You are perfectly balanced. So balanced that you don’t even feel the balance anymore. You just realize you’ve been balanced when, all of a sudden, something strikes and you’re forced out. At first, you don’t know what it is. It’s just something changing the order of things.
Little by little, your senses start to gather together, like iron filings around a magnet. The first sense coming together is touch and you get the sense of your body. Sometimes your hands or one foot is sore, sometimes you just realize you have a laid back body. Then comes hearing. And with hearing comes the discovery of that mysterious stroke. It’s a sound. A powerful, repetitive and continuous sound. And then, with an incredible effort, you open your eye lids, just a second after you realized you have eye lids too. And you finally find the source of the sound, the source of that intrusive, out of control stroke which totally broke your balance.
It’s the alarm clock.
More precisely, the alarm app of your iPhone. Because you don’t have an alarm clock, you just use your phone for that. It’s in your reach, so you grab it and stop the sound. But the balance is gone now. You look around at the familiar surroundings: the bed, the floor, the window. You’re in your bedroom and outside it’s still dark.
With a movement so fast and yet so simple, you swing on your left side, and put your feet down, then get half up. Your palms are resting on the bed side and your toes are reaching to the cold floor. Sleep is a giant grey kitten, purring silently somewhere on your back. You want to get up, but the kitten paw is gently covering your eyes and you feel helpless. The purring is slower and slower and your body leans slowly towards the bed. Again. But, before reaching the pillow, you stretch, you almost cry and get up again. The kitten is upset and it’s getting smaller and smaller. Until it disappears under the pillow.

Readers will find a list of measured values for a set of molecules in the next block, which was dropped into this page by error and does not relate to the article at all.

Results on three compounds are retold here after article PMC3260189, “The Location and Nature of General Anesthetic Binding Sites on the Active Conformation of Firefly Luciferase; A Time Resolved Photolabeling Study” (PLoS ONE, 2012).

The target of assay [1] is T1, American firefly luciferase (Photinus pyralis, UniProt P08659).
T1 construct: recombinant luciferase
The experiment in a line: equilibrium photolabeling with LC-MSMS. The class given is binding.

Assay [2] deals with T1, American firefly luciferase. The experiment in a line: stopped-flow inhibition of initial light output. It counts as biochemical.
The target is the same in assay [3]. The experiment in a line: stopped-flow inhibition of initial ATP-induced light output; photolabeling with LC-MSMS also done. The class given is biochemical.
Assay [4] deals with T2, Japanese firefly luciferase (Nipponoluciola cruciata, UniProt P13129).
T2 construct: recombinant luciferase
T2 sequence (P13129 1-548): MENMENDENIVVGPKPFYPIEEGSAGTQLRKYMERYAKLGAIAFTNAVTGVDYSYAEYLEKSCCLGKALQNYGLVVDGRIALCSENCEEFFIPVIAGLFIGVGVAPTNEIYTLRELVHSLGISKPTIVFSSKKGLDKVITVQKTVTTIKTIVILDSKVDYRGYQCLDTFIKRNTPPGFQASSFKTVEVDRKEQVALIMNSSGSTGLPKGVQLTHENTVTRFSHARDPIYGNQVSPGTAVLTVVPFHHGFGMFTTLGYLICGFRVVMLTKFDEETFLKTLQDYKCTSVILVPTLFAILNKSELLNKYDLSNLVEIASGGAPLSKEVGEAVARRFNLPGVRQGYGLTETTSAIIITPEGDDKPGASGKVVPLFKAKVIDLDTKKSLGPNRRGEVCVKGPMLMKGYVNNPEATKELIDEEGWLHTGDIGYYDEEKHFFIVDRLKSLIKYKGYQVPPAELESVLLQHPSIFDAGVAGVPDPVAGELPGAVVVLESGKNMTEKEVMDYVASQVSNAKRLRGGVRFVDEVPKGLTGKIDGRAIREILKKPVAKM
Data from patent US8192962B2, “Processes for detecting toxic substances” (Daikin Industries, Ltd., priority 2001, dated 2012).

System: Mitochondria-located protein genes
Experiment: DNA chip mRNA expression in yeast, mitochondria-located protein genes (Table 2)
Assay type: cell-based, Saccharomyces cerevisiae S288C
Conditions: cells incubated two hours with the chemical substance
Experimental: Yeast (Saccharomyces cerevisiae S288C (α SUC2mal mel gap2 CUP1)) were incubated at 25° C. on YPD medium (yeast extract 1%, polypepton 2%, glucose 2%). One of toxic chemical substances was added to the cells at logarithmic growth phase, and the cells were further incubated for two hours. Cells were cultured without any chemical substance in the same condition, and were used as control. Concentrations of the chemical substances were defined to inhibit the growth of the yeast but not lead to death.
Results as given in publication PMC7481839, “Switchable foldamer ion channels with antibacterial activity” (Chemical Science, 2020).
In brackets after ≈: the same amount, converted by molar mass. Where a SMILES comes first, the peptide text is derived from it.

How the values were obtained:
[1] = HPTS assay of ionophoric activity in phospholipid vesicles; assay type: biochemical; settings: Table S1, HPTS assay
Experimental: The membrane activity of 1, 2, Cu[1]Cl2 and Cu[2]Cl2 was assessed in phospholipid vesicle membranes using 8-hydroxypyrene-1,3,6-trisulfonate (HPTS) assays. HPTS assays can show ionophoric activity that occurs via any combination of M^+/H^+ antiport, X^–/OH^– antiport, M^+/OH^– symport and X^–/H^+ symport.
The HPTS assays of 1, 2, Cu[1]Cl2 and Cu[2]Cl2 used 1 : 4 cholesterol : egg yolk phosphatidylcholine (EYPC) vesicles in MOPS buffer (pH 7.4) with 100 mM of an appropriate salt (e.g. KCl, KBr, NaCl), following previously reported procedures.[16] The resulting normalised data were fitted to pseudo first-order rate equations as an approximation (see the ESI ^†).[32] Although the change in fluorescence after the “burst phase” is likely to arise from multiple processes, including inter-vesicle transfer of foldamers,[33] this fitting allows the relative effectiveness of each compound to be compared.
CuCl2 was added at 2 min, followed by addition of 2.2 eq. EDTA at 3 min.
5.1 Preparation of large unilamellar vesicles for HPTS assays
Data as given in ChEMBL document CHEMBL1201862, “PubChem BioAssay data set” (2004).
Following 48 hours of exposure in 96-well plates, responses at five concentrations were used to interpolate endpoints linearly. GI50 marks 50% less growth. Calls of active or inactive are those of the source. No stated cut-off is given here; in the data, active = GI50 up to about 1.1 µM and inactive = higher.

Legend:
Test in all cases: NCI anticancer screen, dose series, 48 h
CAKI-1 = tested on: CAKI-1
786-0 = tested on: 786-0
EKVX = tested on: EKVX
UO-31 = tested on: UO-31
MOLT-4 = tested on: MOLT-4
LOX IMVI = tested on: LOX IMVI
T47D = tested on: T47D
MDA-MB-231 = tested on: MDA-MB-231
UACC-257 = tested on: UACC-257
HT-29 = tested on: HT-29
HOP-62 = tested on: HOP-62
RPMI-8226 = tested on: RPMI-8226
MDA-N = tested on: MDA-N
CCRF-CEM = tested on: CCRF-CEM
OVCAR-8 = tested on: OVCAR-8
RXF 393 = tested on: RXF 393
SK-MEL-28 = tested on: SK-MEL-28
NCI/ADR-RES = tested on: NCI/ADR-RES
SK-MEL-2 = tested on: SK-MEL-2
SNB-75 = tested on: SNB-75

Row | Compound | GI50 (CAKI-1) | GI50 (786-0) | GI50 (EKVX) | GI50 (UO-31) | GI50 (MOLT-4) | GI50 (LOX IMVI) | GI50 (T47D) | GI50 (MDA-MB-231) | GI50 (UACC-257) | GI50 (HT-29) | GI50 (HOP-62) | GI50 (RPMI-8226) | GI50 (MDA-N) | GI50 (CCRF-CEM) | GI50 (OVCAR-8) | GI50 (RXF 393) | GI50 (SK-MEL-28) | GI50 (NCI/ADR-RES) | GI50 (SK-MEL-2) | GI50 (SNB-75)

Slowly, shaking, you get up. Go to the bathroom and wash your teeth almost without looking in the mirror. A quick shower. Maybe a glass of water after that. Then put on the running pants, the running shirt and look for a pair of running socks. Often, this may be the most difficult part of the morning. But most of the time you get by.
Then you fill your plastic running can with water, attach your iPhone on your left arm, just under the shoulder and get out. Elevator, streets, crossing the road. The city is sleeping, there’s hardly any car on the road. Behind the dark windows people are getting caressed by their grey sleep kittens. Yours is upset and it’s under the pillow. But you know you’ll meet that fluffy thing again in the evening. No time for it now.
Stretching. Warm up. Then, you start to run.
Sometimes you run on the streets. Sometimes you run on some park alleys. But every time you have a very clear goal. Maybe it’s 5 kilometers at a 5 minutes per kilometer pace. Maybe it’s a 10 k. Or a 15 k. Or a 25 k. The longer, the better.
One feet in front of the other, a bit leaned forward, arms balancing like the wheels of an old steam train. And breathing. The most important thing, breathing. And the pace. The second most important thing. Muscles are just warming up and sometimes you feel like you could do a small sprint, just to release some energy. But you don’t. You preserve your energy. You force yourself into a lower pace. And try to keep it step by step.